The speaker of the Czech Senate, Miloš Vystrčil, has said that his visit to Taiwan has been approved in a resolution and that the Czech Republic cannot be a lackey of China, referring to a threatening letter sent by the Chinese Embassy that warned his late predecessor to cancel his planned visit to Taiwan.
The Czech Senate passed a resolution on May 20 criticizing the Chinese regime for the Jan. 10 letter it sent to the countrys second-highest public official, former Senate speaker Jaroslav Kubera, with regard to his upcoming visit to Taiwan. The resolution condemned the threatening tone of the letter, which stated that Kuberas trip to Taiwan would create “complications for Czech companies trading with China.”
“This communication has crossed the line to interference in the internal affairs of the Czech Republic and is in conflict with the declaration of the Ministries of Foreign Affairs of the Czech Republic and the Peoples Republic of China from 2014,” the resolution said.
The visits of Czech parliamentary delegations to Taiwan are “in line with the long-term foreign policy interests of the Czech Republic” and the Czech Senate supports the Senate speakers visit accompanied by a business delegation, it added.
The resolution was adopted with 50 votes in favor, while 1 senator voted against it and 1 abstained.
Vystrčil told Radio Prague International that Czech President Miloš Zeman told him in a meeting on May 19 that a mission to Taiwan would not contribute to the Czech economy.
Zeman is an advocate of closer economic and political ties with the Chinese Communist Party (CCP), according to Sinologist Martin Hála from Charles University in Prague.
Vystrčil also told Czech newspaper Jihlavský deník that Zeman said he had warned Chinese officials against telling Czechs what they could or could not do as it would be “counterproductive, as it hurts mutual cooperation.” However, the Czech Presidents warning only intensified Chinese officials aggressiveness and their interference, Vystrčil said.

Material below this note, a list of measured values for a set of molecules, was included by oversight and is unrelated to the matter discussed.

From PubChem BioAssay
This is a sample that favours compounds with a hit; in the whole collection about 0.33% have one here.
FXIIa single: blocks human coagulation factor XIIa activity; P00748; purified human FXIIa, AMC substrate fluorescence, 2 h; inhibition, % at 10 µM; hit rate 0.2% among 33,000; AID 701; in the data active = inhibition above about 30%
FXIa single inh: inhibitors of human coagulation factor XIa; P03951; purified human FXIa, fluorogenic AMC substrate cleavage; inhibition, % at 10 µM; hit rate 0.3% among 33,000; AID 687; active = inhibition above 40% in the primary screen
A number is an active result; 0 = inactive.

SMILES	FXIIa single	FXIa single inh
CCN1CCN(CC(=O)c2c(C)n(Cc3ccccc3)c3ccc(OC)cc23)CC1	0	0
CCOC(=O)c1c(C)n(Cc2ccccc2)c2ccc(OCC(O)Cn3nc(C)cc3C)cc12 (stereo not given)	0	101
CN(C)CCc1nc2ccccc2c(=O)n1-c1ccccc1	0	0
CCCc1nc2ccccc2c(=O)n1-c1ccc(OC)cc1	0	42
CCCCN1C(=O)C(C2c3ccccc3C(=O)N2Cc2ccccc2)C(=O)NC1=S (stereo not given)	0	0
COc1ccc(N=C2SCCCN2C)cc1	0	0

Chinese officials “dictate whether I can take a picture with the Taiwanese flag,” whether I can attend a ceremony when Taiwan presents a gift to the Czech Republic, and they “tell the director of my office whether or not to go on TV,” Vystrčil told Jihlavský deník. They even told me not to congratulate the elected President of Taiwan on her inauguration, he added.
After a review of the governments response to the Chinese Embassys letter, Vystrčil said that the Senate ”took a clear position” that the official reaction had been “lengthy, insufficiently vigorous, and not very confident.”
“This means, first, that we find ourselves in the position of a lackey because if you do not respond strong enough, your partner—if you can still talk about a partner in this case—considers you a subordinate,” Vystrčil said. “Secondly, the sovereignty, originality, and independence of the Czech Republic are weakened, because you admit that its policies can be influenced by the powers with similar threats.
“In this case, it is the Peoples Republic of China, a power that has a totalitarian character,” he told the paper.
Vystrčil added that he was convinced the letter had interfered in the internal affairs of the Czech Republic and that Czechia should have responded to it “with a note or a clear statement.”